Review of Legends II: Volume III

January 10, 2005
Filed under: Reviews 

Legend II: Volume IIILegends II: Volume III
Edited by Robert Silverberg
Containing stories by Robert Silverberg, Neil Gaiman, and Orson Scott Card
Read by Jason Culp, Peter Bradbury, and Michael Emerson
4 Cassettes – 7 hours [UNABRIDGED]
Publisher: Random House Audio
Published: 2004
ISBN: 0739310860
Themes: / Fantasy / Majipoor / Mythology / Alternate History / Gods /

The cover of this audiobook prominently displays the names “Neil Gaiman” and “Orson Scott Card”, so I was a bit surprised to find a Robert Silverberg story leading off the collection. It probably shouldn’t have been unexpected, because a look at the back of the audiobook includes blurbs from all three stories – it’s just from the front, the audio appears to include two stories, not three.

“The Book of Changes” is set in Silverberg’s Majipoor universe and is a fine story about an epic poet’s discovery and subsequent writing of his masterwork. The story is steeped in the history of Majipoor, but is clear and enjoyable to a person unfamiliar with that history, as I am. Silverberg has created a world that is as much science fiction as it is fantasy. In Majipoor’s past, humans colonized then got into a war with the native inhabitants. These past events are discussed in Silverberg’s story, but the tale is firmly focused on the poet and the act of creation – something Silverberg knows much about. Jason Culp’s performance was near perfect.

The second novella in the collection is “Monarch of the Glen”, written by Neil Gaiman. The story starts in a hotel bar where Shadow (the main character from Gaiman’s American Gods) is talking to a Scotsman. It is immediately notable that the story is in good hands with Peter Bradbury, whose crisp, clear accents place the listener firmly in the setting which in this case is Northern Scotland. The scotsman offers Shadow a job as a bouncer, but Shadow knows that something is afoot beyond the obvious. Neil Gaiman provides a story that is just as mythic and mysterious and unexpected as his previous fiction. This is a Gaiman story through and through, which is as marvelous a thing as a visit from a good friend.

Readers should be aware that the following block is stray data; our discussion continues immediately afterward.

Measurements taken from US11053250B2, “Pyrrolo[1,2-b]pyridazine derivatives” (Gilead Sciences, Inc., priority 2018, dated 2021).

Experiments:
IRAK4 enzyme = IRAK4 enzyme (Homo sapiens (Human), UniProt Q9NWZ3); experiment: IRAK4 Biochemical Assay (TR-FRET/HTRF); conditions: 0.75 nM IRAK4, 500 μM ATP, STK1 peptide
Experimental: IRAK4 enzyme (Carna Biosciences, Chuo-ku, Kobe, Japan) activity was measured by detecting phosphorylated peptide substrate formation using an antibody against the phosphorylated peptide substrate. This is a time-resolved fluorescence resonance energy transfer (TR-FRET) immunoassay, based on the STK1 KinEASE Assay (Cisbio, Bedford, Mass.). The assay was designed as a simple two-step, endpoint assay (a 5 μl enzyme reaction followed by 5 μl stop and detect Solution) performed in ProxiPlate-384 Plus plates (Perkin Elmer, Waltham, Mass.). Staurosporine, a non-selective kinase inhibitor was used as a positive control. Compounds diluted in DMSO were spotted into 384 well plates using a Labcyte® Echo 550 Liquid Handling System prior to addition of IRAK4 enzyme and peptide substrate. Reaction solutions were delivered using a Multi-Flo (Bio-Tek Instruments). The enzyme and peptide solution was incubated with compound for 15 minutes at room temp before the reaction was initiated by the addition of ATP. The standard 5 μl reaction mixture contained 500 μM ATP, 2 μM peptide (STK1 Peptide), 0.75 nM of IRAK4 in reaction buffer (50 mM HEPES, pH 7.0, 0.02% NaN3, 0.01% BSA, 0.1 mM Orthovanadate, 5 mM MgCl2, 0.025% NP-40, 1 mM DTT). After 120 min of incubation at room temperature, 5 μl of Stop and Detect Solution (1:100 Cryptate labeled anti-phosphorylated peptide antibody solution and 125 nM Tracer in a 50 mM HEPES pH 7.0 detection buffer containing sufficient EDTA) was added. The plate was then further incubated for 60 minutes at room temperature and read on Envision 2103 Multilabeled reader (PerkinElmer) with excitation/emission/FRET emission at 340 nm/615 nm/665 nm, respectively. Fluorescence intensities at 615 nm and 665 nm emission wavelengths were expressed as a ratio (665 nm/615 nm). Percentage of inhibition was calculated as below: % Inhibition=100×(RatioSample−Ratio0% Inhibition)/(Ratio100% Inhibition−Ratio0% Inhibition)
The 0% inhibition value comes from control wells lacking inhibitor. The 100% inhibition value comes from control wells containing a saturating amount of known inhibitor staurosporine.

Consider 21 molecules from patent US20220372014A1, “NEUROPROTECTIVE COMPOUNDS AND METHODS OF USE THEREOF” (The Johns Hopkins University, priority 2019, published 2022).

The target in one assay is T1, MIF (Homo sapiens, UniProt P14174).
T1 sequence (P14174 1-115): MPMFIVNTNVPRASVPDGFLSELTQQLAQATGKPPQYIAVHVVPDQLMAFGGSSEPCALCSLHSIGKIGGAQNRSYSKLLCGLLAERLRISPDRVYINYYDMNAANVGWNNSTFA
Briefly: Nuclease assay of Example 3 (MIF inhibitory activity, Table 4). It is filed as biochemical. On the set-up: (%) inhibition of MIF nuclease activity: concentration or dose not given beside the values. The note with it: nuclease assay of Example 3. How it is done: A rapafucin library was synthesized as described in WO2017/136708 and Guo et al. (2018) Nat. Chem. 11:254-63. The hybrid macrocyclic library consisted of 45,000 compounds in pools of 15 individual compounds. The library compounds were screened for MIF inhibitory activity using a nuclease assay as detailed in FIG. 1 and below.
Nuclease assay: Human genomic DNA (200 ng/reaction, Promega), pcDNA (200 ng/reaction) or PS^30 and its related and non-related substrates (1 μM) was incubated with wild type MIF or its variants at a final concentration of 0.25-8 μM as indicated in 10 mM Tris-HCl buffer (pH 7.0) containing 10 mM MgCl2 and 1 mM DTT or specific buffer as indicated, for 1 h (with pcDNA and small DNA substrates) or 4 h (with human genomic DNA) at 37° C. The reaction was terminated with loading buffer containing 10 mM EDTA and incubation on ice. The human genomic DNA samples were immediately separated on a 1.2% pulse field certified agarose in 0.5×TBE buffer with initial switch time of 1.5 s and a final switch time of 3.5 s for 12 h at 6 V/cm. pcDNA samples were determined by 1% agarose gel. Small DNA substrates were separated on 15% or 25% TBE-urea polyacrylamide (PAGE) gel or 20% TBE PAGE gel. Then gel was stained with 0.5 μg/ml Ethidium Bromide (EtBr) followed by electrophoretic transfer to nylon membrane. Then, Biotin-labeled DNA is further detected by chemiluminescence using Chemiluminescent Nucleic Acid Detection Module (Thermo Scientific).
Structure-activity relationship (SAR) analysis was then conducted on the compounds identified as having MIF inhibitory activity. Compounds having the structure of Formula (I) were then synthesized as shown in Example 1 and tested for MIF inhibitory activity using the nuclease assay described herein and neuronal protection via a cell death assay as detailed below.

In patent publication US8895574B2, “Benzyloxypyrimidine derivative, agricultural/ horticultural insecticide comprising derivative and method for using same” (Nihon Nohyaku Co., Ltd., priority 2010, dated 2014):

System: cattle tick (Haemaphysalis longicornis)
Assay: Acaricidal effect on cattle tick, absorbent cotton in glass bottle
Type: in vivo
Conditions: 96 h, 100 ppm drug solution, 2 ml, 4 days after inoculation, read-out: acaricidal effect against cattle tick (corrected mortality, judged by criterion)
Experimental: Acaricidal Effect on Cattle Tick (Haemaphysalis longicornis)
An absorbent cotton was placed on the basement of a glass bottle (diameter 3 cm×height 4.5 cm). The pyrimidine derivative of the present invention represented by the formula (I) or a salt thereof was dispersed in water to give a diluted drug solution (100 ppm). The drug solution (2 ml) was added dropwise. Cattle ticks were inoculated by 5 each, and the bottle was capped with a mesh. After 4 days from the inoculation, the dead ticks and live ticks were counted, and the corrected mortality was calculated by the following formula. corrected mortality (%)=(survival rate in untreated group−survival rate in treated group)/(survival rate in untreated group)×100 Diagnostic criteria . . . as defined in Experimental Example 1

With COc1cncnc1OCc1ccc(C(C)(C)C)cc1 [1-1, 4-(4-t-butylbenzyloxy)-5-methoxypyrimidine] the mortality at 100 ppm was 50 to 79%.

Last up is Orson Scott Card’s “The Yazoo Queen,” which is set in his Alvin Maker universe. It’s read by Michael Emerson, who performs a sort of old-west style voice which works very well with the prose Card writes with throughout the series – conversational with plenty of 19th century slang and pronounciation. THe story is a prologue to The Crystal City, the sixth novel in the series. In the story, Alvin Maker and Arthur Stuart meet Jim Bowie and Abraham Lincoln while travelling on the Mississippi River. Card’s world is early 19th century America where the Revolutionary War never took place and the magic (called “knacks”) that superstitious folks believed in back then really works. Alvin, the focus of all the stories, is a maker – he can see into things and change them, making them better. He’s chasing after the Unmaker and each volume in the series is building toward a confrontation between the two.

Another notable thing about this audio is that each story is preceded by a summary of what the series is all about. I found each one interesting – in the case of Silverberg’s Majipoor, it was all new information and in the case of the other two, it was a recap for me. But in all three cases it was very welcome.

Three very enjoyable stories read by three top-notch narrators – highly recommended!

Posted by Scott D. Danielson

Similar Posts:

Comments